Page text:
Apophis will still pass by the Earth in 2029 – specifically on April 13 – at a distance less than 20,000 miles (32,000 kilometers) from the Earth’s surface. The massive asteroid known as 99942 Apophis was once considered among the most dangerous asteroid in space, with the potential to strike Earth very high. When it was discovered, the 370-meter asteroid’s trajectory towards the planet made many fear that an impact could actually happen.
Ultimately, however, this situation now seems unlikely thanks to additional data gathered by astronomers. As such, NASA has declared the planet free of risk from any asteroid impact for the next century.
But just what exactly is this asteroid that had so many people worried? Here is everything you need to know about 99942 Apophis.
When was it discovered and what did it look like?
The asteroid was first discovered on June 19, 2004 by astronomers at Arizona’s Kitt Peak National Observatory. Original estimates had thought the asteroid was 450 meters in diameter. For comparison, that would make it taller than the 381-meter Empire State Building and 324-meter Eiffel Tower, and would make it around half the size of the 828-meter Burj Dubai, the tallest manmade structure in the world.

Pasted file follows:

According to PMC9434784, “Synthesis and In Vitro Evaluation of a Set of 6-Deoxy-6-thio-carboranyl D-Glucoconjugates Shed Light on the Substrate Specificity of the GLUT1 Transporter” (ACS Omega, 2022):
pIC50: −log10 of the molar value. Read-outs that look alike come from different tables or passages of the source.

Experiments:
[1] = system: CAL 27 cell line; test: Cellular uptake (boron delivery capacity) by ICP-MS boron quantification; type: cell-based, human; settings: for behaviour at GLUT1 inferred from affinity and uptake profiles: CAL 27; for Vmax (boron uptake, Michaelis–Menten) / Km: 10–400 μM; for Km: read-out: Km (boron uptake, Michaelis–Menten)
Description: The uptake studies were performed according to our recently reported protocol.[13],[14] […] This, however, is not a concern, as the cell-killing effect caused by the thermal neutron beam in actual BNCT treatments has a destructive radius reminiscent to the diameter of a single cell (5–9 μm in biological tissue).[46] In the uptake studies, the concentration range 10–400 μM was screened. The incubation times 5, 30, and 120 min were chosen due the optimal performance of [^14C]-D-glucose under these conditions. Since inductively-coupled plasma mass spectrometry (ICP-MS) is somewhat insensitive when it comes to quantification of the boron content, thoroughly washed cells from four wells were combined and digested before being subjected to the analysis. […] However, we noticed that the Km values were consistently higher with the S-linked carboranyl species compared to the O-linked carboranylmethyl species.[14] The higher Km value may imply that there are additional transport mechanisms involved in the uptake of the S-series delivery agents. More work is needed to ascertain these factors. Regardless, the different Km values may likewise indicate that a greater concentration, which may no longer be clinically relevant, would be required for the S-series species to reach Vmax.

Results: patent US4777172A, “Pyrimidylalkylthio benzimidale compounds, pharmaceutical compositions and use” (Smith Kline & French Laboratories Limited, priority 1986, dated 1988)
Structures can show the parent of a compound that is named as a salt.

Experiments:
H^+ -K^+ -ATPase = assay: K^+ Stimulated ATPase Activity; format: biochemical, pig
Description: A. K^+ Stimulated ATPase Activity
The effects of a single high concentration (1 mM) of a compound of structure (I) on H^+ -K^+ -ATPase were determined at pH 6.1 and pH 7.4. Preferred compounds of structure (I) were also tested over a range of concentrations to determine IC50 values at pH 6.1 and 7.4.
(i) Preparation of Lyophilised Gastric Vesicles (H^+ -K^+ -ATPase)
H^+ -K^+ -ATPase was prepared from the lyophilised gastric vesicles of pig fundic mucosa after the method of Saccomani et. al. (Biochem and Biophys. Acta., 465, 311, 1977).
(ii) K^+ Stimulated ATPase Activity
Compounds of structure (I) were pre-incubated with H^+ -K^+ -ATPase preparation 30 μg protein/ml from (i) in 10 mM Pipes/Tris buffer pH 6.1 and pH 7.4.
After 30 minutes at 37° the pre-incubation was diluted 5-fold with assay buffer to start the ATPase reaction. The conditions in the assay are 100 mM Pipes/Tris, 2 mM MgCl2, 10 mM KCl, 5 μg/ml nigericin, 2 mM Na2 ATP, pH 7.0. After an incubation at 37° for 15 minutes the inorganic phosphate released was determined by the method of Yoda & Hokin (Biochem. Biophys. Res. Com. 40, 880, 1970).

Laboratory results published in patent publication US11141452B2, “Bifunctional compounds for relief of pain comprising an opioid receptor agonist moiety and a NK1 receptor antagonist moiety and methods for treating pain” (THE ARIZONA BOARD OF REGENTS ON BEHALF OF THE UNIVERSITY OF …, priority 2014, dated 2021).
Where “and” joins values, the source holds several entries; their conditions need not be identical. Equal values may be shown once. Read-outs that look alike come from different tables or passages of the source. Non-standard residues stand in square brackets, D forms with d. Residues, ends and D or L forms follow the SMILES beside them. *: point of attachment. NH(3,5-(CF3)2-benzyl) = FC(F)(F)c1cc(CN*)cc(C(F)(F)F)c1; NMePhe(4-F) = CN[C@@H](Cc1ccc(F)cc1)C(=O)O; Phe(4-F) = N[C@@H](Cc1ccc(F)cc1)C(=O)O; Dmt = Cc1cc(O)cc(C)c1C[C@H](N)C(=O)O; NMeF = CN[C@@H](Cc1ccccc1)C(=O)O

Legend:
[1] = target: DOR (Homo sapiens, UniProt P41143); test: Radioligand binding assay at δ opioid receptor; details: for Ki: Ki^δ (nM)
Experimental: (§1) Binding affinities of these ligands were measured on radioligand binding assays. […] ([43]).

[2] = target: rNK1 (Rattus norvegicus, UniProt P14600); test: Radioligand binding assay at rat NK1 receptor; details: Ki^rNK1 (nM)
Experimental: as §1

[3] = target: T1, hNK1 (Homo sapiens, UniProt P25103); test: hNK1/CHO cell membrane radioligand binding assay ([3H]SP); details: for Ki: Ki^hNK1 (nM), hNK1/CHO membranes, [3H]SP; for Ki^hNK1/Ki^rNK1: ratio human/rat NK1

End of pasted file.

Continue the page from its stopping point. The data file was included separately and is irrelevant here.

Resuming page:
Later estimates put it at much shorter, with scientists ultimately estimating it around 370 meters.
In terms of classification, Apophis was classified as an Aten-class asteroid, meaning its orbit crosses over with Earth’s orbit around the Sun, but it spends most of its time inside it. However, it will not stay that way, and is set to be reclassified as an Apollo-class asteroid after the anticipated close flyby due to its orbit now becoming wider.
What is its trajectory, and what chance did it have to impact Earth?
As an Aten-class asteroid, the orbit crosses over that of the Earth’s. Due to proximity, size and speed (with it orbiting around 30.73 kilometers per second and completing an orbit around the Sun in about 0.9 Earth years), many worried that it would have struck the planet.